St. Francis Dean's Family Includes Dozens of Foster Siblings
"It was an incredible way to grow up."
As her parents get ready to take in their 100th foster child, St. Francis College Assistant Academic Dean Kathleen Gray reflected on the night the family made the decision to start their heroic run of caring for those in need.
"I was nine, in the fourth grade, and I remember going to a restaurant, which was unusual for us, and my mom brought up an article she read about how the crack epidemic was leading to a shortage of foster parents," said Gray, who began working at St. Francis in November of 2016.
She says according to the article, each foster child would stay for just a few weeks, but the first child the family hosted stayed a year, and so did the second. Others stayed for multiple years. Her parents also began taking in several children at once, sometimes as many as five at a time.
The second oldest of five children, one an adopted foster child, Dr. Gray estimates she lived with as many as 50 or 60 foster siblings but considers all of them her brothers and sisters. She admits it wasn't always easy to part with them when it was time for them to move to their next family.
"What we always believed was that if we didn't say goodbye to one child, the next one would not have a place to go."
This was particularly important because her family took in mostly special needs children, many with severe disabilities who needed a great amount of attention and care. She said those children do not have a lot of options in the foster system.
"I was raised to believe that you give what you have to give and that when you need you can take what you need and that keeps it going full circle," added Gray.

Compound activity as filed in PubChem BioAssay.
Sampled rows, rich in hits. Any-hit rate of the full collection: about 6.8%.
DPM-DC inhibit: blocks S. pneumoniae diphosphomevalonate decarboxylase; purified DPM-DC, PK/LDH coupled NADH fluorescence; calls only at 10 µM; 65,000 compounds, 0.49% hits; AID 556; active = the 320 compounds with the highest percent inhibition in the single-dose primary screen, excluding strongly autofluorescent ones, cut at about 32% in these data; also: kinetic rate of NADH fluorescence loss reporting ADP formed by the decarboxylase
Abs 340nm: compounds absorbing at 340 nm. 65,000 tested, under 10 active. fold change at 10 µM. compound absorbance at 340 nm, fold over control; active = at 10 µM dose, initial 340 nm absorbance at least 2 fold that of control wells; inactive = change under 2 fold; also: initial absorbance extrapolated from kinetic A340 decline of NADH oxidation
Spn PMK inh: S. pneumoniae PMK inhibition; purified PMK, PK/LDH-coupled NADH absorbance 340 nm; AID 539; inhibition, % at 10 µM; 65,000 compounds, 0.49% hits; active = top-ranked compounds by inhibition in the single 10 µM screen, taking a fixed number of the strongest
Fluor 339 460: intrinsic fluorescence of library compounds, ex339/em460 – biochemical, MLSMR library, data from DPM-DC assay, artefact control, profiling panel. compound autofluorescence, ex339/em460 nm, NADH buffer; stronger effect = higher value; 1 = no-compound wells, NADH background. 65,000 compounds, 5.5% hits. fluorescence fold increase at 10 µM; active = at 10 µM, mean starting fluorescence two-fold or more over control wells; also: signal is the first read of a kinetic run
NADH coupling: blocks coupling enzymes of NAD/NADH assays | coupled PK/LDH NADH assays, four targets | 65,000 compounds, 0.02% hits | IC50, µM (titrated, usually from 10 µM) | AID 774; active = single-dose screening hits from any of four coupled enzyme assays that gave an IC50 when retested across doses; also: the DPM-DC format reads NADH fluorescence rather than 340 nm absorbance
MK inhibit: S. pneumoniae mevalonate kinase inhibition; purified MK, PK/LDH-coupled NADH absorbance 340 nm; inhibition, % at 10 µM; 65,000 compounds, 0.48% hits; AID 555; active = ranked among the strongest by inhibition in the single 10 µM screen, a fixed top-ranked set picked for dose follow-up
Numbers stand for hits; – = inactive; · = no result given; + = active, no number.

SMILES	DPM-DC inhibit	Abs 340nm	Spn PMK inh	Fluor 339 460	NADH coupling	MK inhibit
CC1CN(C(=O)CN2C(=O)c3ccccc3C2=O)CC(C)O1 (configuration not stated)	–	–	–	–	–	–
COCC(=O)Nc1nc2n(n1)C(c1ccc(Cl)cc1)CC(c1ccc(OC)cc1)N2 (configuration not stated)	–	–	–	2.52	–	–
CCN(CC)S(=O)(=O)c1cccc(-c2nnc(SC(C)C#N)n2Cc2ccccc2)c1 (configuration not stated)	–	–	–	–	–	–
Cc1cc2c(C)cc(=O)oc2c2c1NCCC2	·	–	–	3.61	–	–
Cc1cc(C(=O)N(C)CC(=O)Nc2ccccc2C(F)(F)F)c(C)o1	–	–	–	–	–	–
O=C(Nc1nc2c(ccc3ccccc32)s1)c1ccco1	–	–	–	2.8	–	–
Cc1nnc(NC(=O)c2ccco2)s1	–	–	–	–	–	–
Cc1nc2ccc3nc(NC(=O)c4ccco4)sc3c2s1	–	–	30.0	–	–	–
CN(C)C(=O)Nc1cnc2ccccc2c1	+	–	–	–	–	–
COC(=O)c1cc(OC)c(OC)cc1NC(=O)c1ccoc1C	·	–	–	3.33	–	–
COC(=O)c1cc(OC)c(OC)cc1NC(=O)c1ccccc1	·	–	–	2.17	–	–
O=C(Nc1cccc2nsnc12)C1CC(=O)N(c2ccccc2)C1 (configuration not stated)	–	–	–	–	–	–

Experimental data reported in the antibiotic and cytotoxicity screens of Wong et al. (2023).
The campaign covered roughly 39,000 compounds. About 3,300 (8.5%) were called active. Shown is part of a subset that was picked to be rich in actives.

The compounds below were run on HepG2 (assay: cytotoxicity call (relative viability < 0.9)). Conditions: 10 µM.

That philosophy shaped her life, and brought her to St. Francis College from Elizabeth City State University (ECSU), part of the University of North Carolina system.
When looking to move closer to her parents, St. Francis rose to the top of her list because of a line in the Mission Statement that stresses "hospitality as a challenging, risk-taking social contract."
"If you think about foster care that's exactly what it is. It's challenging. It's risk-taking. It's this contract that we have with the world."
As Assistant Academic Dean, she'll use her skills to meet the challenges students have in pursuing their college degrees.
"I like to solve the problems that stand in the way of students' success," she said, pointing out that as a full-time sociology professor, her job at ECSU, she could help 120 students a semester, but as an administrator she can help solve campus wide problems.
"I find that the most vulnerable students are often the ones least able to navigate administrative systems so if our systems aren't run really well we lose those students first."
Dr. Gray's academic focus is on race, in particular how white people talk about race. After settling in these past few months, she's now ready to continue that work and next semester she's looking forward to returning to the classroom to teach a course on minorities.
Meanwhile, at home, she'll be around to help her parents with their 100th foster child, and many more beyond that.
Dr. Gray says her mother, grandmother, and great grandmother all were foster parents and once her own children are a little older, she hopes to continue their legacy.
St. Francis College, founded in 1859 by the Franciscan Brothers of Brooklyn, is located in Brooklyn Heights, N.Y. Since its founding, the College has pursued its Franciscan mission to provide an affordable, high-quality education to students from New York City's five boroughs and beyond.
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